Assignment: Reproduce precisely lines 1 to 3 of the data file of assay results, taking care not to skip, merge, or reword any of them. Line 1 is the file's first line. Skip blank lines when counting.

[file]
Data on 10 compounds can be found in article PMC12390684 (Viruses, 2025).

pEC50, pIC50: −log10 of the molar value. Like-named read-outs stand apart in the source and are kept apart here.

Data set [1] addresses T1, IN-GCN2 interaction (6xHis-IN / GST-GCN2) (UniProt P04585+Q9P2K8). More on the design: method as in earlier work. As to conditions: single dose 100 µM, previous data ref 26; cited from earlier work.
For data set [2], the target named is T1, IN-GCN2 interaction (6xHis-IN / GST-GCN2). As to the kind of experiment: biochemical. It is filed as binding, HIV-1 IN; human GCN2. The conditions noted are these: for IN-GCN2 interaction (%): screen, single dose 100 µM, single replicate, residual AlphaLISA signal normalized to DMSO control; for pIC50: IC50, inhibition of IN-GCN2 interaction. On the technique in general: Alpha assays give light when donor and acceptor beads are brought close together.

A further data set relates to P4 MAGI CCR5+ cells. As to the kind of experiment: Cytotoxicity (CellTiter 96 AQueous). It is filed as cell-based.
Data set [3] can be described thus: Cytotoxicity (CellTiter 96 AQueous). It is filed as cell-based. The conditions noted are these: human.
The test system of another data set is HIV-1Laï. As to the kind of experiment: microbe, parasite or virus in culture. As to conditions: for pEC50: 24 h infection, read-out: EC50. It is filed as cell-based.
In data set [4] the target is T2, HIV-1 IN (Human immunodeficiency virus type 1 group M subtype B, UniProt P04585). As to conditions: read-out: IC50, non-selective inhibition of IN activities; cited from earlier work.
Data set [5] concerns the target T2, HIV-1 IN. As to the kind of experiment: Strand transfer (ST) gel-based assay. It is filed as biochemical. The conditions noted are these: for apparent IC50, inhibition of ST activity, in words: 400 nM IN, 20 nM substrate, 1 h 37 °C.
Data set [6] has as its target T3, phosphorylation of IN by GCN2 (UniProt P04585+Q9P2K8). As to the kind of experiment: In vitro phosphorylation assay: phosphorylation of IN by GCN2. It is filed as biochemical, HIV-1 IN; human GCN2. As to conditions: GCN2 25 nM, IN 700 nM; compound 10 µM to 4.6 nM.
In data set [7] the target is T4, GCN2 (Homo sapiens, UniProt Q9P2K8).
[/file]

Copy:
Data on 10 compounds can be found in article PMC12390684 (Viruses, 2025).

pEC50, pIC50: −log10 of the molar value. Like-named read-outs stand apart in the source and are kept apart here.

Data set [1] addresses T1, IN-GCN2 interaction (6xHis-IN / GST-GCN2) (UniProt P04585+Q9P2K8). More on the design: method as in earlier work. As to conditions: single dose 100 µM, previous data ref 26; cited from earlier work.